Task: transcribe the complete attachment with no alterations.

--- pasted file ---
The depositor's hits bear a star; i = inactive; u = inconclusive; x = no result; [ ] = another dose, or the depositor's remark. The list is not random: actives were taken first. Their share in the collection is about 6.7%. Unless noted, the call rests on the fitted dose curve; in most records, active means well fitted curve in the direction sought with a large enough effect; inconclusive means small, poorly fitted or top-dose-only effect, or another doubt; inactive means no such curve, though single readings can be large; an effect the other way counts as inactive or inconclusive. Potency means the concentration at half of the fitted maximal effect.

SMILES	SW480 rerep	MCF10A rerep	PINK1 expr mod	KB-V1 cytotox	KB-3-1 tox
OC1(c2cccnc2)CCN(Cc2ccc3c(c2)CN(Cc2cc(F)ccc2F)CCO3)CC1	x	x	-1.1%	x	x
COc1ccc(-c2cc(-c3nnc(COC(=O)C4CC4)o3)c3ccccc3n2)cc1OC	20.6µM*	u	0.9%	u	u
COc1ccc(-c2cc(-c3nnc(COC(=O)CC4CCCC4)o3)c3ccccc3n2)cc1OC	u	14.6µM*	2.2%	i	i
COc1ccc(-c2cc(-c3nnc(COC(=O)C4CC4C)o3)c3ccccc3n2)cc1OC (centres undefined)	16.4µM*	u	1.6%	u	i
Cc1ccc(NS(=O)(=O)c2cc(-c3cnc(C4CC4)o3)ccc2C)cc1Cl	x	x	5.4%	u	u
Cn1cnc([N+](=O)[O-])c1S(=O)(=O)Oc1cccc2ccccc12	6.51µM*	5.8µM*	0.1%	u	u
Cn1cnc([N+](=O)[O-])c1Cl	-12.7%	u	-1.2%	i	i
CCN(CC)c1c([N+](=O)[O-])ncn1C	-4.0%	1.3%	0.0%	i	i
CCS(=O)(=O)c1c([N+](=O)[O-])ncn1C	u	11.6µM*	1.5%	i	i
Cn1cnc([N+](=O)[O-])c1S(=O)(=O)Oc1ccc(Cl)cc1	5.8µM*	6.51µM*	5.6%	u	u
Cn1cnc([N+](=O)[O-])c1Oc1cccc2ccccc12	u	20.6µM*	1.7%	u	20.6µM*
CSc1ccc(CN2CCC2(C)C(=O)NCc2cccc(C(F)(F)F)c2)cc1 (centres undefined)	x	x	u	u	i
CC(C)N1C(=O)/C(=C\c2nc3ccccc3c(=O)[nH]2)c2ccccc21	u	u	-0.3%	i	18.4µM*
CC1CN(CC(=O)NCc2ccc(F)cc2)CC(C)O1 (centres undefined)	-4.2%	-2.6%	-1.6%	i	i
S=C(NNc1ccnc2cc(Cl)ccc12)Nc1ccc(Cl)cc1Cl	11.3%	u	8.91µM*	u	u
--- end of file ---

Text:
The depositor's hits bear a star; i = inactive; u = inconclusive; x = no result; [ ] = another dose, or the depositor's remark. The list is not random: actives were taken first. Their share in the collection is about 6.7%. Unless noted, the call rests on the fitted dose curve; in most records, active means well fitted curve in the direction sought with a large enough effect; inconclusive means small, poorly fitted or top-dose-only effect, or another doubt; inactive means no such curve, though single readings can be large; an effect the other way counts as inactive or inconclusive. Potency means the concentration at half of the fitted maximal effect.

SMILES	SW480 rerep	MCF10A rerep	PINK1 expr mod	KB-V1 cytotox	KB-3-1 tox
OC1(c2cccnc2)CCN(Cc2ccc3c(c2)CN(Cc2cc(F)ccc2F)CCO3)CC1	x	x	-1.1%	x	x
COc1ccc(-c2cc(-c3nnc(COC(=O)C4CC4)o3)c3ccccc3n2)cc1OC	20.6µM*	u	0.9%	u	u
COc1ccc(-c2cc(-c3nnc(COC(=O)CC4CCCC4)o3)c3ccccc3n2)cc1OC	u	14.6µM*	2.2%	i	i
COc1ccc(-c2cc(-c3nnc(COC(=O)C4CC4C)o3)c3ccccc3n2)cc1OC (centres undefined)	16.4µM*	u	1.6%	u	i
Cc1ccc(NS(=O)(=O)c2cc(-c3cnc(C4CC4)o3)ccc2C)cc1Cl	x	x	5.4%	u	u
Cn1cnc([N+](=O)[O-])c1S(=O)(=O)Oc1cccc2ccccc12	6.51µM*	5.8µM*	0.1%	u	u
Cn1cnc([N+](=O)[O-])c1Cl	-12.7%	u	-1.2%	i	i
CCN(CC)c1c([N+](=O)[O-])ncn1C	-4.0%	1.3%	0.0%	i	i
CCS(=O)(=O)c1c([N+](=O)[O-])ncn1C	u	11.6µM*	1.5%	i	i
Cn1cnc([N+](=O)[O-])c1S(=O)(=O)Oc1ccc(Cl)cc1	5.8µM*	6.51µM*	5.6%	u	u
Cn1cnc([N+](=O)[O-])c1Oc1cccc2ccccc12	u	20.6µM*	1.7%	u	20.6µM*
CSc1ccc(CN2CCC2(C)C(=O)NCc2cccc(C(F)(F)F)c2)cc1 (centres undefined)	x	x	u	u	i
CC(C)N1C(=O)/C(=C\c2nc3ccccc3c(=O)[nH]2)c2ccccc21	u	u	-0.3%	i	18.4µM*
CC1CN(CC(=O)NCc2ccc(F)cc2)CC(C)O1 (centres undefined)	-4.2%	-2.6%	-1.6%	i	i
S=C(NNc1ccnc2cc(Cl)ccc12)Nc1ccc(Cl)cc1Cl	11.3%	u	8.91µM*	u	u